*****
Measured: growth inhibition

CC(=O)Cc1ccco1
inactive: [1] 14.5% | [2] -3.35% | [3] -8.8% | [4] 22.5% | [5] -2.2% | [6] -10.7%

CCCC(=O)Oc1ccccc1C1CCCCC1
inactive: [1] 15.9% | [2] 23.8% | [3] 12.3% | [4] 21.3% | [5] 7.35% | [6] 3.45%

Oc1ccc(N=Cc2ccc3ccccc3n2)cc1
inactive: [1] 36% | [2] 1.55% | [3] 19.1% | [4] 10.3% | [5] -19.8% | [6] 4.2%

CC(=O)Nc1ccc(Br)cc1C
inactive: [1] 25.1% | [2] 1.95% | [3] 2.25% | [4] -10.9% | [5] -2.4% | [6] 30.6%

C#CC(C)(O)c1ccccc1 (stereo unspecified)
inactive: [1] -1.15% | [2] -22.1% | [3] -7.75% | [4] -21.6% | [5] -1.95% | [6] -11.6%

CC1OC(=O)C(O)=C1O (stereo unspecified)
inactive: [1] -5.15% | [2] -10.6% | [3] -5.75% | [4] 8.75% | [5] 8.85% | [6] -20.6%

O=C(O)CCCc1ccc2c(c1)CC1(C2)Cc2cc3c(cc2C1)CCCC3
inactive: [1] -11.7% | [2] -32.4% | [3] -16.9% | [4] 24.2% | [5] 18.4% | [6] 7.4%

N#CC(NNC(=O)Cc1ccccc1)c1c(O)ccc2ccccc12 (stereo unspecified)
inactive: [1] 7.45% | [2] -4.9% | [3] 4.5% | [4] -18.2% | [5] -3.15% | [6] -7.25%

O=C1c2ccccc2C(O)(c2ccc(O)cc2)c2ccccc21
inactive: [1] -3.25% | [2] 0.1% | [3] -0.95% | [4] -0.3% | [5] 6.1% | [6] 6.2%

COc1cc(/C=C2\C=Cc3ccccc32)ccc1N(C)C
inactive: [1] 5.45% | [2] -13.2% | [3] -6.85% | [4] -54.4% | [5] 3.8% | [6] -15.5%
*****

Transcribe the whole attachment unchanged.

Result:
Measured: growth inhibition

CC(=O)Cc1ccco1
inactive: [1] 14.5% | [2] -3.35% | [3] -8.8% | [4] 22.5% | [5] -2.2% | [6] -10.7%

CCCC(=O)Oc1ccccc1C1CCCCC1
inactive: [1] 15.9% | [2] 23.8% | [3] 12.3% | [4] 21.3% | [5] 7.35% | [6] 3.45%

Oc1ccc(N=Cc2ccc3ccccc3n2)cc1
inactive: [1] 36% | [2] 1.55% | [3] 19.1% | [4] 10.3% | [5] -19.8% | [6] 4.2%

CC(=O)Nc1ccc(Br)cc1C
inactive: [1] 25.1% | [2] 1.95% | [3] 2.25% | [4] -10.9% | [5] -2.4% | [6] 30.6%

C#CC(C)(O)c1ccccc1 (stereo unspecified)
inactive: [1] -1.15% | [2] -22.1% | [3] -7.75% | [4] -21.6% | [5] -1.95% | [6] -11.6%

CC1OC(=O)C(O)=C1O (stereo unspecified)
inactive: [1] -5.15% | [2] -10.6% | [3] -5.75% | [4] 8.75% | [5] 8.85% | [6] -20.6%

O=C(O)CCCc1ccc2c(c1)CC1(C2)Cc2cc3c(cc2C1)CCCC3
inactive: [1] -11.7% | [2] -32.4% | [3] -16.9% | [4] 24.2% | [5] 18.4% | [6] 7.4%

N#CC(NNC(=O)Cc1ccccc1)c1c(O)ccc2ccccc12 (stereo unspecified)
inactive: [1] 7.45% | [2] -4.9% | [3] 4.5% | [4] -18.2% | [5] -3.15% | [6] -7.25%

O=C1c2ccccc2C(O)(c2ccc(O)cc2)c2ccccc21
inactive: [1] -3.25% | [2] 0.1% | [3] -0.95% | [4] -0.3% | [5] 6.1% | [6] 6.2%

COc1cc(/C=C2\C=Cc3ccccc32)ccc1N(C)C
inactive: [1] 5.45% | [2] -13.2% | [3] -6.85% | [4] -54.4% | [5] 3.8% | [6] -15.5%